Porsche held on to its lofty valuation on its first day as a public company.
The Volkswagen-owned luxury car brand debuted at a valuation of $73.3 billion on the Frankfurt stock exchange. Shares initially rose in the hours following the debut before finishing the day essentially flat.
- The initial public offering, which raised more than $9 billion, was Europe’s largest in over a decade.
- Demand for shares was so high that nearly half the orders placed by investors were unfulfilled due to lack of supply.
- Volkswagen retained a 75% stake in the company.
The listing seeks to defy a recent trend in newly public companies: Around 87% of companies that went public in 2021 have fallen below their initial prices.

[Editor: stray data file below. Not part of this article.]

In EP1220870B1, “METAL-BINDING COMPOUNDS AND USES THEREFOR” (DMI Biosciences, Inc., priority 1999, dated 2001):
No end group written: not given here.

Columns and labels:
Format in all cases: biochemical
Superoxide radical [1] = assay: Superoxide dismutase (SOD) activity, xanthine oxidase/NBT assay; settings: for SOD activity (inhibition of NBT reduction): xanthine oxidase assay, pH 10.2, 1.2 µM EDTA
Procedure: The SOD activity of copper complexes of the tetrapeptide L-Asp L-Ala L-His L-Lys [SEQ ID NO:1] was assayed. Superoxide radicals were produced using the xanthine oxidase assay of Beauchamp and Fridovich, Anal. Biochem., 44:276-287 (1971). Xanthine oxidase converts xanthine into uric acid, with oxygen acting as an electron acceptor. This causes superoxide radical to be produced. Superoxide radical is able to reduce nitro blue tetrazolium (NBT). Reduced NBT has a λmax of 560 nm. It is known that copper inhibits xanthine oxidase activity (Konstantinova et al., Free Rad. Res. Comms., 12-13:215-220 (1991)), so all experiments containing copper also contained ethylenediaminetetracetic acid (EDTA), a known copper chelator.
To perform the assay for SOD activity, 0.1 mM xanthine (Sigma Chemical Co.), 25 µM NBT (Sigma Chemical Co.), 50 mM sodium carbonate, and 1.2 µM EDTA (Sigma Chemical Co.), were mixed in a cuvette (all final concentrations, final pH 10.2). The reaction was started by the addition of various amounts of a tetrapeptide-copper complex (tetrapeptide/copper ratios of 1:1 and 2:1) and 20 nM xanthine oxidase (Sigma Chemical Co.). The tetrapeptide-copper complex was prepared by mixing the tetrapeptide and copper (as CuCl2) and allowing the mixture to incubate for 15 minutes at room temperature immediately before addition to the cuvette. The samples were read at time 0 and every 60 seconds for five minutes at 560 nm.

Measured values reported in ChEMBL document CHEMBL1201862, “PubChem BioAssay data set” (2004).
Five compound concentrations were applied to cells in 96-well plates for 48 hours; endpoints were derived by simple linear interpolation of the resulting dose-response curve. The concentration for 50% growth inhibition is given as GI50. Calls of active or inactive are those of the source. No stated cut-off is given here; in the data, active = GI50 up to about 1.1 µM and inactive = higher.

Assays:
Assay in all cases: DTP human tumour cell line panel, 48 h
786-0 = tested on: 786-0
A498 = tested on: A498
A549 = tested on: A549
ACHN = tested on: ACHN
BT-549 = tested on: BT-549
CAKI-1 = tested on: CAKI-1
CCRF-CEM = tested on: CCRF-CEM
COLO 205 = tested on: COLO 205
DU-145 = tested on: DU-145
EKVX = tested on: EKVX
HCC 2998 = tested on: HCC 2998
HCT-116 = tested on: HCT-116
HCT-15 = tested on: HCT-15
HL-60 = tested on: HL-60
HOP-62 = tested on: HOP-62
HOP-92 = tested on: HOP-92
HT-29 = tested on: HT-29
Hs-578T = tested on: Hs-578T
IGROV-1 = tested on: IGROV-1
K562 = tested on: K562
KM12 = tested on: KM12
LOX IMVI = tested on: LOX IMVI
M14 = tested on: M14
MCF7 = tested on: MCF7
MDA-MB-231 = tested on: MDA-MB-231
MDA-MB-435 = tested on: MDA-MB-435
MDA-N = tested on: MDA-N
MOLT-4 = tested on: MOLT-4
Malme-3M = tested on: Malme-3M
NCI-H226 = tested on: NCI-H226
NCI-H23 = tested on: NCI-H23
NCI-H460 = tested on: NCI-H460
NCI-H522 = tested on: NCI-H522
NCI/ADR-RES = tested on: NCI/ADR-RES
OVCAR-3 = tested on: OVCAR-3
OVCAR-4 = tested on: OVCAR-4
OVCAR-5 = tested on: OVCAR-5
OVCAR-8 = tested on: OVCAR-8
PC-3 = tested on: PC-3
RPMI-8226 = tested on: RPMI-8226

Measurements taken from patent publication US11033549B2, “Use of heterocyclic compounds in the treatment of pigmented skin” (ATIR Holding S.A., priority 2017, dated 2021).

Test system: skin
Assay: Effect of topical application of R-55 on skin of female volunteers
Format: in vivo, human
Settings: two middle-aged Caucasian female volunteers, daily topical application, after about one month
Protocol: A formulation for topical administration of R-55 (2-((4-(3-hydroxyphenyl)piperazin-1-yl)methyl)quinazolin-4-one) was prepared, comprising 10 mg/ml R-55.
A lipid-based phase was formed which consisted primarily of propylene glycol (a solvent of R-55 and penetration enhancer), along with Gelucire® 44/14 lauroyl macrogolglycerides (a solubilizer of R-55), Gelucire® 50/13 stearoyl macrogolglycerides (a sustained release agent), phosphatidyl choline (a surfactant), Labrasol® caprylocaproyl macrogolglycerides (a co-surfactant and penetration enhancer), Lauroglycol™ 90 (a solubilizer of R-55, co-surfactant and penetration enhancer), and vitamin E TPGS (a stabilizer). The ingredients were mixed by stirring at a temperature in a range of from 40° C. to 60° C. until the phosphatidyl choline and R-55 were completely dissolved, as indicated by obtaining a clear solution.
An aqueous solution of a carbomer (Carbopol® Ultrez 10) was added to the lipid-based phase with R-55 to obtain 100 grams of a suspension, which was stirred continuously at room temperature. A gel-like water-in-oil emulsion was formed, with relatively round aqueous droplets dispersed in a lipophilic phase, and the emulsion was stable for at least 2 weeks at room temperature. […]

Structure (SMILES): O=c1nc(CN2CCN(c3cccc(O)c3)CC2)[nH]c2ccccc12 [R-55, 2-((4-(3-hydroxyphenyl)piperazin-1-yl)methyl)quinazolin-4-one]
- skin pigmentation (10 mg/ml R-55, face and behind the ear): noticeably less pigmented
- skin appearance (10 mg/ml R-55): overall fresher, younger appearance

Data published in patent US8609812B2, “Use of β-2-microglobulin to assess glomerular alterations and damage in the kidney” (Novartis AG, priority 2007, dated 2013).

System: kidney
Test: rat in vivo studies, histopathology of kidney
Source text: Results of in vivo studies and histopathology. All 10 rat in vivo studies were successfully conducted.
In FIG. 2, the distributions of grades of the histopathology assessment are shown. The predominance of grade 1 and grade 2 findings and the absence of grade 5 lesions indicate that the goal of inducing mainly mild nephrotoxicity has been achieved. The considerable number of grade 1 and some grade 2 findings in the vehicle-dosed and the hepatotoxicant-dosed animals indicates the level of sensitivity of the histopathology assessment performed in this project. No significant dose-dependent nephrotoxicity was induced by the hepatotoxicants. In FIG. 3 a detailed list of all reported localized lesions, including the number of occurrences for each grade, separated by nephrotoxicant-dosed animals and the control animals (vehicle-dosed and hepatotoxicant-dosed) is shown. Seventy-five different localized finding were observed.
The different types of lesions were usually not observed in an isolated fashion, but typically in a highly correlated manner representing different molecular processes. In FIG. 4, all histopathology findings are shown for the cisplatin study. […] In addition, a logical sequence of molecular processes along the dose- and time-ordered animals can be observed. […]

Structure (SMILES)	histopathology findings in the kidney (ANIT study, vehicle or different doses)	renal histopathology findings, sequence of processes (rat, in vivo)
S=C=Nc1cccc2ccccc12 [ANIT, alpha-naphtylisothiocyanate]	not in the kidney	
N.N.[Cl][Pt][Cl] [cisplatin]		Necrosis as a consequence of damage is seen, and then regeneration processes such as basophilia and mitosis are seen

Getting On Track
It remains to be seen if the public listing will help Porsche with another lofty goal: joining Formula 1. The company appeared to have a deal in place to purchase half of the Red Bull racing team, but the latter scuttled that deal.
Porsche is still looking for a partner to join F1 in 2026.
New regulations are pushing F1 cars toward 100% sustainable fuels and engines that use 50% electric power by that year, aligning its goals with those of Porsche, which is expected to use some of the proceeds from the IPO to continue its push into electric vehicles.